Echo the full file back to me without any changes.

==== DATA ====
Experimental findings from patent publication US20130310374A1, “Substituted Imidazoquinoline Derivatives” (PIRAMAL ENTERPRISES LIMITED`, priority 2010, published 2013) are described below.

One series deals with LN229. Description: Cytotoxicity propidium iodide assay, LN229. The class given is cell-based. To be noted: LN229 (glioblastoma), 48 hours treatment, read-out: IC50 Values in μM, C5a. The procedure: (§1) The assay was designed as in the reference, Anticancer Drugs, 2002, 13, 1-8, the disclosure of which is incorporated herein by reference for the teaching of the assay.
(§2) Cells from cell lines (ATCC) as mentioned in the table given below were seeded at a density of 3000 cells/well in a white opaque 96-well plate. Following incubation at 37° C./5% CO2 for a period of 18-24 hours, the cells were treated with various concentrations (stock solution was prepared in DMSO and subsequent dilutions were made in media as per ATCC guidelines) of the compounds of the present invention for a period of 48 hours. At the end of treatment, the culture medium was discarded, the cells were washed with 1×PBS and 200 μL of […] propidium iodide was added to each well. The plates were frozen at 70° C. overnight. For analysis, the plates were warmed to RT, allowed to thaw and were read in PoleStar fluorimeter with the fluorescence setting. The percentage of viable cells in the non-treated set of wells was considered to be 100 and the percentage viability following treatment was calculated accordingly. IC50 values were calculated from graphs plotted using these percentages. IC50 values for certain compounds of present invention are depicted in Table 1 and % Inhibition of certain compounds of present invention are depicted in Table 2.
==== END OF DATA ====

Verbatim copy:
Experimental findings from patent publication US20130310374A1, “Substituted Imidazoquinoline Derivatives” (PIRAMAL ENTERPRISES LIMITED`, priority 2010, published 2013) are described below.

One series deals with LN229. Description: Cytotoxicity propidium iodide assay, LN229. The class given is cell-based. To be noted: LN229 (glioblastoma), 48 hours treatment, read-out: IC50 Values in μM, C5a. The procedure: (§1) The assay was designed as in the reference, Anticancer Drugs, 2002, 13, 1-8, the disclosure of which is incorporated herein by reference for the teaching of the assay.
(§2) Cells from cell lines (ATCC) as mentioned in the table given below were seeded at a density of 3000 cells/well in a white opaque 96-well plate. Following incubation at 37° C./5% CO2 for a period of 18-24 hours, the cells were treated with various concentrations (stock solution was prepared in DMSO and subsequent dilutions were made in media as per ATCC guidelines) of the compounds of the present invention for a period of 48 hours. At the end of treatment, the culture medium was discarded, the cells were washed with 1×PBS and 200 μL of […] propidium iodide was added to each well. The plates were frozen at 70° C. overnight. For analysis, the plates were warmed to RT, allowed to thaw and were read in PoleStar fluorimeter with the fluorescence setting. The percentage of viable cells in the non-treated set of wells was considered to be 100 and the percentage viability following treatment was calculated accordingly. IC50 values were calculated from graphs plotted using these percentages. IC50 values for certain compounds of present invention are depicted in Table 1 and % Inhibition of certain compounds of present invention are depicted in Table 2.